Mail Call: The Power of Words


I’ve posted a few war stories here that I found on a website that belongs to the Army Soldiers of 1st Battalion 50th Infantry who served in Vietnam from September of 1967 thru December of 1970. Some can be shared while others must be authorized by the author as well as cited, which was the case with the following story.  It was written by a woman who was a pen pal for a brief time with one of the Soldiers from this battalion and  reunite years later.  I love that the story is through the eyes of a young woman, who met a Soldier on leave during the Vietnam War.

While each drawn out ring beckoned a response, my breath held in all the reasons to hang up. Not well enough. With a flurry of fumbled jerks the receiver crashed into its silent place where it no longer posed a threat to the monotony of an ordinary life. The culprit hand jerked back as though it had committed a crime and planted its knuckle over my mouth. The moment cemented itself in a forgiving tomb of weighted blocks. Despite the physical inertia that willed to dominate however, the desire to connect overpowered. I would try again. This time the phone would ring to flat line. Or. Someone would answer.

My finger again tapped one. The three-digit area code. Each number a seared step into burning embers. Smoldering coals lighting the phone face and singeing fingertips! Keep going. One number after the other. Done. The pit of burning embers trod. Wait. The time between the sound of the last number and summon of the first ring took forever. A summon that in whatever language, signals the intention of another, known or unknown, to communicate. Communicate what? A thought? A request? A simple hello? An announcement of joy? A statement of tragedy?

“Hello.”

A male voice bearing the monotony of Monday travelled through the wire. The time had come to plunge off the cliff of Mount Silence.

“Is this Steve Hughes?” Doubt and fear in anticipation of the myriad possibilities his response would create sounded a warning. Too late. I’d already stepped off.

“It is.” “Were you in Vietnam and did you go to Sydney, Australia for your R&R in June 1969?”

“I did.” “Do you remember meeting someone by the name of Catherine Moreton?”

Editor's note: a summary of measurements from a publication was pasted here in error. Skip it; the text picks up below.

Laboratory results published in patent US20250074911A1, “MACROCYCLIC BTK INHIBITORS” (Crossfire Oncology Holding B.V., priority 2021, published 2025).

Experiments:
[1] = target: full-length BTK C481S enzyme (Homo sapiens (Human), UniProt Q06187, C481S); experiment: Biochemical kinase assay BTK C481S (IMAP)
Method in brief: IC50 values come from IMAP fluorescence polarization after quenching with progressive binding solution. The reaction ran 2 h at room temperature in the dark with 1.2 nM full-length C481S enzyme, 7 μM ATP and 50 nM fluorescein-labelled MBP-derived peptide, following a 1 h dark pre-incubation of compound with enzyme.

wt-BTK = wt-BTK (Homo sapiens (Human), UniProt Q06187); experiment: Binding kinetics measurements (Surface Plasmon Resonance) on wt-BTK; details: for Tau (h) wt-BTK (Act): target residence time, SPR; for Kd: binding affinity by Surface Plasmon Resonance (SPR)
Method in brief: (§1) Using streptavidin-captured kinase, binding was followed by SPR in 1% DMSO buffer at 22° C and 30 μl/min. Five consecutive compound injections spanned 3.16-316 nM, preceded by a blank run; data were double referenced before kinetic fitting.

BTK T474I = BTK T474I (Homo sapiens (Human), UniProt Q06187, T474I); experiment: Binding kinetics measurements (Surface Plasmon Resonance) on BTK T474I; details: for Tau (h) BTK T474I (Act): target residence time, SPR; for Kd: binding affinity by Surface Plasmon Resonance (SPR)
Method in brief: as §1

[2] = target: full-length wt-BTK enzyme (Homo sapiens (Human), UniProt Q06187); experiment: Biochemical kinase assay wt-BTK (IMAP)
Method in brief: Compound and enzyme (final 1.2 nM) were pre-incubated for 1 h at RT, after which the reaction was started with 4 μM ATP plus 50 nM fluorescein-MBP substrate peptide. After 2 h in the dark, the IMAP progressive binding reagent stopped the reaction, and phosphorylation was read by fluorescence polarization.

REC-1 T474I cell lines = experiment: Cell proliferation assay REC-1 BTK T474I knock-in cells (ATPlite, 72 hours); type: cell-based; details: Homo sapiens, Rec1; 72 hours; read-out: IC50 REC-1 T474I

“Catherine?” His voice lost ordinary in the two words of a name. “Is that you?”

The glaring moment of a few faraway days hurtled into my wife and mother kitchen and erased the past twenty-five years.

“It is.”

“Well, I’ll be damned.” The cheap brass spotlights on the freshly painted ceiling focused into a single ray. The receiver became a treasure chest. Open the lid to a possibility of good or bad. Keep it sealed and never know.

“I hope you don’t mind me calling. I’m writing my Master’s Thesis. I still have your letters. If you don’t mind. I’m not using your name or even the dates the letters were written.” Too jumbled. “And I’d like you to read my proposal.” Too vague. “Actually, I need your approval. I need to know you’re okay with this. You meaning you as representative of the collective whole.” Too quick. “Excuse me?” Clumsy words broke through the wires as a forgotten longing and an immediate need negotiated hesitant steps in a dance of broken familiarity. Just like the call to another man I didn’t know twenty-five years earlier. My father. Steve had been there. Did he remember?

“I met lots of other guys who were on R&R, just like you.” Finding the right words was as hazardous as walking on hot ashes. “Not exactly just like you. That’s not what I mean,” I fumbled. “My cousin went over too. You see, I have this collection of over three hundred letters written from Vietnam, yours included, and I’m using them to figure out what’s important in life. And. The ethics committee requires permission from the writers to use them. I’ve had difficulty making contact as you can imagine. Of course their addresses have changed. Some are dead.”

“Can you send it down? Do you have my address?” “No.” “How did you get my number?” “I phoned your parents’ house which I got from the last letter you wrote in December 1969.” My fingers tangled the off-white, coiled phone cord and held on. “Your niece told me you were living in Houston. She asked her dad for your number.”

“That would be Denny, my brother. Good thing he and his family moved into my parents’ place after they died.”

“I’m sorry they died.” I’d never met them but I was sorry. Their son was little more than a stranger. And yet there was something. The circumstances of our meeting. The war. The age we met. The letters. The four letters he’d written to me had survived all these years. “What did they die of? When?”

“Old age. Dad ten years ago. Mum, about five now.” Silence. There was more to say but whatever it was, or might have been, remained hidden in a veil of caution as sometimes happens when the unexpected appears in the moment. That was two months earlier. Today, Steve sits opposite me in a prairie bar in western Canada, thousands of kilometers from Sydney where we first met. Words, like pinpricks, poke their way into the still air of an afternoon hanging onto summer, seeking to be understood. Or manipulated. Or absorbed. We grapple with the fact that no matter which way we look at it, what might have been never was. And what never was, will never be. Nevertheless, the idea tugs like a bad example and invites us to follow. So we contemplate the paths we’ve taken and dare to unravel the past. To wonder what might have happened had the journey been different. Every decision a choice. One event over and after another. One word over and after another. One person over and after another. And every choice bound and irretrievably connected to all the others that brought us to this moment. We dare to ask but not out loud. What if I’d caught the train instead of the bus? Stayed in bed instead of getting up on any given day? Walked on by instead of stopping to talk? Answered the letter instead of figuring out what to say? Who would be the important people weaving color, texture and form into the fabric of our lives. What tones and shapes would we add to theirs?